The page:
We had such a blast dancing through every Friday and Saturday night to old and new tunes really mostly all driven by noisy guitar sounds. I have no idea anymore how we managed to spend there so much time given the fact that we had school at 3 Saturday mornings a month and that I was working also for the local newspaper spending my Sunday mornings at the editorial office writing. It seems that I was immune against sleep deprivation and I am very sad that I lost this ability over the years, when you look at the effort and planning it takes me now to get through the hockey playoff season. But when you are that young you simply do not care.
What we also did not care about was the amount of noise we took in every weekend especially hanging out at our favorite spot in the club which was awfully close to one of the giant speaker sets. I mean ... it was the early 90ies, it was Rock 'n' Roll - when it didn't ring in your ears it was simply not loud enough.
Of course there were people (parents, teachers, other annoying creatures) that pointed on us telling us that this was not fun but dangerous and we would all go deaf like Pete Townshend! This is actually proof we had some kind of cool parents and teachers and that we were good kids, because all involved parties at least knew who Pete Townshend is ;). But still ... although the idea of going deaf on too loud music made us shiver a moment it did not change our behavior at all. We kept on dancing and we kept on hanging our heads over the monitors of Rage Against The Machine or Alice In Chains or Kyuss being the front row kids at the shows.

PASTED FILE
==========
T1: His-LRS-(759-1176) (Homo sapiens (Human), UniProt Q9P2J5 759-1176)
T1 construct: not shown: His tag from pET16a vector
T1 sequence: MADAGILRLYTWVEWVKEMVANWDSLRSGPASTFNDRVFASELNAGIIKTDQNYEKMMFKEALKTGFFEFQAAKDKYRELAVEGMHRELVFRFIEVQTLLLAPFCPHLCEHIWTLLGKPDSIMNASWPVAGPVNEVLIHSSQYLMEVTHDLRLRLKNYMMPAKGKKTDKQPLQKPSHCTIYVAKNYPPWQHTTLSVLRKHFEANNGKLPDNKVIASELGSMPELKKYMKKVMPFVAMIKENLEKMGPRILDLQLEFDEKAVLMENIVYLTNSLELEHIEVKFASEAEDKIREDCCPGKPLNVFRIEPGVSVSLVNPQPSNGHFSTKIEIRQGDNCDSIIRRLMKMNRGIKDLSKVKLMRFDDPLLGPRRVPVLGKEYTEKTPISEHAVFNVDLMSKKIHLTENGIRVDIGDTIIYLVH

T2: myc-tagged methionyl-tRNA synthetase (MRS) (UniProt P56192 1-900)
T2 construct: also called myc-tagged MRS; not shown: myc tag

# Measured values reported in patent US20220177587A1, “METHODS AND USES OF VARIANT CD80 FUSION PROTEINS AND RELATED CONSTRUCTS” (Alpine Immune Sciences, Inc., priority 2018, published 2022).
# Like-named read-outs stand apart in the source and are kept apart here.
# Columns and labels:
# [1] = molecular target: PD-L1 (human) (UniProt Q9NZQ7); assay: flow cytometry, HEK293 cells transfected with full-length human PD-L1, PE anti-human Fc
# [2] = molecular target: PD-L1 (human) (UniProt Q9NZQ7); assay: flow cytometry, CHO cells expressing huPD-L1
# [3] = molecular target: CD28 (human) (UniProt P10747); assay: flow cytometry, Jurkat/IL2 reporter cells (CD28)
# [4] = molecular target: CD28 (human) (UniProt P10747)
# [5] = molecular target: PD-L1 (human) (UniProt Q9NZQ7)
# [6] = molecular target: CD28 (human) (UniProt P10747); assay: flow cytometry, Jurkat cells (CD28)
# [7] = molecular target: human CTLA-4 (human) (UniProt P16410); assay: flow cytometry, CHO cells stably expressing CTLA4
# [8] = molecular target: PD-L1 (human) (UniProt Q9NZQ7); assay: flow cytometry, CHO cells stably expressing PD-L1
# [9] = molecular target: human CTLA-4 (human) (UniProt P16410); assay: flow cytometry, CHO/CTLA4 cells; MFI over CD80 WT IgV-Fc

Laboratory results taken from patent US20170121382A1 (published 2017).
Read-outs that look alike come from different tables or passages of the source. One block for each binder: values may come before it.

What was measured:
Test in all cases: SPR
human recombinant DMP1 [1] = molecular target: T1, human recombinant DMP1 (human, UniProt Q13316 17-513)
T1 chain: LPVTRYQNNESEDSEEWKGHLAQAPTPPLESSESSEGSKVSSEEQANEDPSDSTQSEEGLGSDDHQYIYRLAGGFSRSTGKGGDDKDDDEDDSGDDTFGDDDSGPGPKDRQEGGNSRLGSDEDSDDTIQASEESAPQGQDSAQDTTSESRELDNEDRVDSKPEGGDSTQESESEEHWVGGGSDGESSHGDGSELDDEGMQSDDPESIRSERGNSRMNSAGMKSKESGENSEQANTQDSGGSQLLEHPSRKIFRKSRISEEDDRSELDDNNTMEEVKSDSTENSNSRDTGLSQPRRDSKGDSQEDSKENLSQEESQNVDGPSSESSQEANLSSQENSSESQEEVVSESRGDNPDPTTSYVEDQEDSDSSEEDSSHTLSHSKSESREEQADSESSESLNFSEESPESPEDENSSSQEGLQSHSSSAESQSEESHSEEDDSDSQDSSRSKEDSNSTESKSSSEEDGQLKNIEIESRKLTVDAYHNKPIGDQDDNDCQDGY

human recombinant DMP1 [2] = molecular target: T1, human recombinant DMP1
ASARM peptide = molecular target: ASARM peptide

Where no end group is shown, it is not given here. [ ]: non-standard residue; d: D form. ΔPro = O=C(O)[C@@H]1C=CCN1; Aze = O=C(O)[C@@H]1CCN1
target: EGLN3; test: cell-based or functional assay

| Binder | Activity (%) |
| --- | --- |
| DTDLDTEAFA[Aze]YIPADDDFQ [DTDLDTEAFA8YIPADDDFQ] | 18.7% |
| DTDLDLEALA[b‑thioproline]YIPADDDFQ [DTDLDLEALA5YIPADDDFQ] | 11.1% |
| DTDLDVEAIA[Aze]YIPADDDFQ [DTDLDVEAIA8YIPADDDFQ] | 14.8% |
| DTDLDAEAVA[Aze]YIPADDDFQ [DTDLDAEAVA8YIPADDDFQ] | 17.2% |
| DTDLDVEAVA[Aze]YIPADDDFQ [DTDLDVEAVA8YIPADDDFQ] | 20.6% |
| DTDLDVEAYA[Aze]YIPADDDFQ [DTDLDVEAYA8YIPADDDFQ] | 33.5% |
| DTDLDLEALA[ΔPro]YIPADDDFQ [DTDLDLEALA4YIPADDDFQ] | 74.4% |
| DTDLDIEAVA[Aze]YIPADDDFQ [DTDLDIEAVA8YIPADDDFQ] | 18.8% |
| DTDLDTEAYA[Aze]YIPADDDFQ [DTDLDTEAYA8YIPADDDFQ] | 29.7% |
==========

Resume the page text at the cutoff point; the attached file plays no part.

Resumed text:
Years later life had naturally slowed down due to studying and then taking on the first more serious jobs although mine was music business related and I kept hanging my had over monitors but just not as frequently anymore. The ears also kept ringing when they got an overdose of noise, but I realized I was shrugging it off less lightly than I did before.
Then finally I went to a show here in Munich a little more than 10 years ago. I am trying very hard to remember what show it was and I think it was Monster Magnet. All was as usual until the next day. Normally the next morning the ringing would be (at least mostly) gone, but ... it wasn't. My right ear was okay, but my left ear had a pretty annoying ring and it felt blocked. It was like somebody would press on it with a flat hand. That was when I got really scared. Words like "acute hearing loss", "premanent damage", "tinitus" were rushing through my brain and I considered seeing a doctor immediatly and I should have. I ended up not going and giving myself another day to see how it would develop and I was lucky ... it was much better and one more day later I was fine again.
BUT I got the warning signal and when I had to go to the music shop next time to pick up new guitar strings, I asked for earplugs - musician earplugs. I never started using just normal noise cancelling ones or even tried to plug rolled up paper tissues into my ears like many people do at concerts. That was not an option because I LOVE music and if I would look at a future with earplugs then please with plugs that would allow me to still enjoy the sound. So I ended up buying my first set of Alpine MusicSafe.
I remember when I used them the first time I was for a couple of moments super unhappy because I felt the loss of volume and how they filtered the sound, but after a while it felt okay.
And this is a recommendation I have to give to all new users of earplugs at shows: Do NOT remove them again immediatly because you feel the sound changing (I am not saying getting worse - just changing!). Keep them in, get used to it and it will impact you less and less over time!